Multiple Choice

May 1, 2013 – In The News
Dermatology Times

Todd Rodriguez was quoted in the Dermatology Times article "Multiple Choice." While the full text can be found in the May 1, 2013, issue of Dermatology Times, a synopsis is noted below.

Many physicians are jumping the solo practice ship due to the rising regulatory and practice administration costs and reimbursement woes. While many physicians are seeking refuge in a bigger environment, it is still possible for dermatologists to thrive in small private practices.

There are good reasons to be in larger practices Todd A. Rodriguez says. “Certainly there are…opportunities to improve the delivery and quality of care because you have a larger patient population, and you can share information among doctors in the group practice. You can analyze patient statistics and see what kinds of treatment modalities work better than others. And you can do all that in an integrated basis…that’s one of the big pushes for healthcare reform…to integrate the delivery system,” Rodriguez says.

“So, if you have to buy a half million dollar electronic medical record system and you spread that over 20 doctors, it’s certainly a lot more tolerable than bearing that cost yourself or sharing it with two or three doctors,” Rodriguez says. “You can generally hire more expensive advisers… You may be able to hire people who specifically focus on compliance within the practice. Smaller practices can’t afford a compliance officer, for example.”

“The common thinking with multi-specialty is that you have a built-in referral base,” Rodriguez says. “On the other hand, all the other primary care doctors in the community may not want to refer to you because they are afraid of losing their patients to your partners who are in primary care.”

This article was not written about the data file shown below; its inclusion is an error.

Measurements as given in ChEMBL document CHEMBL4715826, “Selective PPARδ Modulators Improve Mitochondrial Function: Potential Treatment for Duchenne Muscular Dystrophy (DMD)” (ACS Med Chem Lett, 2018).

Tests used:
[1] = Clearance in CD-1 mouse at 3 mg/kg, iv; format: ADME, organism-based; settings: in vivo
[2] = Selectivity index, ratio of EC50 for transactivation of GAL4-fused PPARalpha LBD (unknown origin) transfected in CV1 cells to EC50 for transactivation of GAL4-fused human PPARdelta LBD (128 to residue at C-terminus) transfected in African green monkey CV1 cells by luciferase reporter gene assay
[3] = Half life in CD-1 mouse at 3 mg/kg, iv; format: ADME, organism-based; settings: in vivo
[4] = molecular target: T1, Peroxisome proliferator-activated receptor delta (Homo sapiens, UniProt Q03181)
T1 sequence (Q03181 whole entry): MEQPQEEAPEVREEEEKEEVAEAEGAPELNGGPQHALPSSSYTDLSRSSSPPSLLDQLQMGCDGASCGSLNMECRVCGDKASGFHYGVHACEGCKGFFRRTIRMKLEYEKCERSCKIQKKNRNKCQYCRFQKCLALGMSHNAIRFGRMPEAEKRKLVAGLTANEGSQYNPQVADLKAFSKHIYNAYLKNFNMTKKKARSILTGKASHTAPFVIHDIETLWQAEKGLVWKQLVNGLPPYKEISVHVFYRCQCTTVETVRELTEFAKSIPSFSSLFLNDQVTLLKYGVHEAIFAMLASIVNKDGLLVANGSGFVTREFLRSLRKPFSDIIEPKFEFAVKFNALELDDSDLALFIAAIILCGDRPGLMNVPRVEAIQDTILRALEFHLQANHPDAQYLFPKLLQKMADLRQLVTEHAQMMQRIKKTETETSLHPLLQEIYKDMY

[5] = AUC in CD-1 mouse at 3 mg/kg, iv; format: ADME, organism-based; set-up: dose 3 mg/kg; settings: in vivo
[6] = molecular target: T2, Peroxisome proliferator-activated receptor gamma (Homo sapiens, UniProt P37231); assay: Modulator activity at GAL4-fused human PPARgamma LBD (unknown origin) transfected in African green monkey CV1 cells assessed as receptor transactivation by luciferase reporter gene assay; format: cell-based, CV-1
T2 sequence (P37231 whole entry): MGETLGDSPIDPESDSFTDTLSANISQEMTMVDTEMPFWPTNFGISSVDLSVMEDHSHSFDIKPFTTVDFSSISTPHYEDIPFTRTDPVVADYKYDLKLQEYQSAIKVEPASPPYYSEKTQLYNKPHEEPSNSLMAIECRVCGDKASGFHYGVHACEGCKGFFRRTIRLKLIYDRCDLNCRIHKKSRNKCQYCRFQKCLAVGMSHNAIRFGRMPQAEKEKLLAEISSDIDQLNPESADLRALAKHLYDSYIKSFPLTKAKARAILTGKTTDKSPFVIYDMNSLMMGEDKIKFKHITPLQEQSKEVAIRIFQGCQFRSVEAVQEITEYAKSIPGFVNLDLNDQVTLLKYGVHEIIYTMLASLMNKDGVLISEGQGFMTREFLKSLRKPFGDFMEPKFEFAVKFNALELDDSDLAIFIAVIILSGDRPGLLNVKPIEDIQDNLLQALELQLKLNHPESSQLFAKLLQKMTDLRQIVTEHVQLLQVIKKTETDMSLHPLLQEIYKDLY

“I have seen situations where there can be some contention over how different specialties in a group practice should share in practice profits,” Rodriguez says.

Dermatologists who want to start or remain in small practices should explore a model not largely dependent on insurance reimbursement according to Rodriguez. “(Try to) situate your practice in a well-to-do area of the country or in a community where people are going to pay out-of-pocket for high-end kinds of care – what’s commonly referred to as concierge,” Rodriguez says. “This includes cosmetic and greater access to the physician by telephone and email. But you have to be in an area of the country where people are willing to pay for those kinds of things.”

Rodriguez advises that rather than try to predict the future, physicians should aim to thrive in whatever climate there might be. “For any medical practice to survive, no matter, what specialty, they have to become more sophisticated,” Rodriguez says. “They have to learn how to run a business and focus on running a business and running a business profitably, and being able to evolve as the marketplace changes.”